Your Road to Some of the Country’s Most Beautiful Places
There are few places in the country that are as scenic as the western Oregon coast. From Astoria and the northern Oregon coast area to Brookings on the southern Oregon coast, there is a wealth of beautiful vistas, historic sites, state parks and wildlife areas, stunning beaches and other attractions waiting to be enjoyed. And connecting it all is the Oregon Coast Highway.
Stretching nearly 400 miles along the Pacific coastline, Hwy 101, also known as the Oregon Coast Highway, connects with several major highways and side loops to help you thoroughly explore the entire Oregon coast along with the nearby towns and cities. Although it’s possible to drive the route in one day, there is so much to explore that it’s best to allow several days at the least. A week or two is more reasonable, and many people stay at an area campground for the summer and really get to know the area.
The Northern Oregon Coast
From the north, scenic Oregon coastal drive begins in Astoria, located in the northwest corner of the state. Here the Columbia River tumbles toward the Pacific, and this area of the northern Oregon coast also offers river rafting and fishing, rock climbing and the Columbia River Maritime Museum.
Continuing south on the Coast Highway south, you will find the towns of Warrenton and Fort Stevens. From there, follow Old Hwy 101 to Fort Clatsop National Memorial where the Lewis & Clark Expedition sought shelter during the winter of 1805-06.
The northern Oregon coast is home to resort communities such as Gearhart and Seaside, which has a two-mile promenade along the shore. Also in this area are the Tillamook Lighthouse, Ecola State Park and the town of Cannon Beach, which is known for artists, festivals, and fantastic views of rock formations.
From Cannon Beach, Hwy 101 travels south through numerous parks and scenic areas before reaching Arch Cape and the resort community of Manzanita. Located approximately 40 miles from Astoria, Manzanita is often a first day exploration point for southbound travelers. A short distance south from Manzanita is Nehalem Bay State Park where visitors can get out and stretch a bit and soak up some sun and sea breezes.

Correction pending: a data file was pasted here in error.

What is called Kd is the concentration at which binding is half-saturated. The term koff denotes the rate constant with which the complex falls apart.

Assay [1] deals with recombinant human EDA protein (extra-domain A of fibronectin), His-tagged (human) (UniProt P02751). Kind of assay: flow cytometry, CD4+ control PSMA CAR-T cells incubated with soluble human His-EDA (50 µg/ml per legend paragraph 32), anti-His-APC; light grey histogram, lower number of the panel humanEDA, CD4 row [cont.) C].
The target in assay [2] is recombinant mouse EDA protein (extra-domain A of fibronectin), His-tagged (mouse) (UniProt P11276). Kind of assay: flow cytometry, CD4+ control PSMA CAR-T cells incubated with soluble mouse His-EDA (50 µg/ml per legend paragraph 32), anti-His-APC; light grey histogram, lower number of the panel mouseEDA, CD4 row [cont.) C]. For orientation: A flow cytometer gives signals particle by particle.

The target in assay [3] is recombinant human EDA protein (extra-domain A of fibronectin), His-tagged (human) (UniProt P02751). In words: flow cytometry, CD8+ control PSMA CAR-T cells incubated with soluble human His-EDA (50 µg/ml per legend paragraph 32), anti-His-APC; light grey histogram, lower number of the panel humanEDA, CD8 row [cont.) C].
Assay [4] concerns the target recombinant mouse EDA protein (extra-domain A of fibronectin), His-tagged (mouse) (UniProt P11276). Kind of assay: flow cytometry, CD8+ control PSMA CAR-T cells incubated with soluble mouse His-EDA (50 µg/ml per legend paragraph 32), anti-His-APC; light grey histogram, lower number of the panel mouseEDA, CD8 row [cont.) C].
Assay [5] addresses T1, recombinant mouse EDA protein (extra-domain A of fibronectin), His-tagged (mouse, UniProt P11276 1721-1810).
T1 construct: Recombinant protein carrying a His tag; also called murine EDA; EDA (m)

Nearly 70 miles down the Oregon coast is Tillamook, home of Oregon’s largest cheese factory. South of Tillamook are Cape Lookout, Cape Kiwanda and Pacific City. As an alternative route, some travelers prefer to take nearby Three Capes Scenic Loop, which passes through Cape Meares, Oceanside and Netarts Bay before rejoining Hwy 101 south of Pacific City and heading to Lincoln City, a resort community known for its kite displays and art galleries.
Siuslaw National Forest, Oregon Dunes and
Other Attractions of the Central Oregon Coast
Geographically, Lincoln City is approximately one third of the way down the Coast Highway, and many consider this area the beginning of the central Oregon coast area. A major feature of the central coast region is the Siuslaw National Forest, which begins near Tillamook and extends down the entire central Oregon coast. The forest encompasses over 630,000 acres of unique and varying ecosystems. With beautiful scenery, old growth forests, and dozens of park areas along the beach, Siuslaw is a vacation destination in and of itself.
Also in this area is Cascade Head, a headland that juts out into the ocean and is named for the waterfalls that drop over 150 feet to the ocean below. Cascade Head Nature Preserve, managed by the Nature Conservancy, is home to unique plants and animals as well as trails with spectacular views.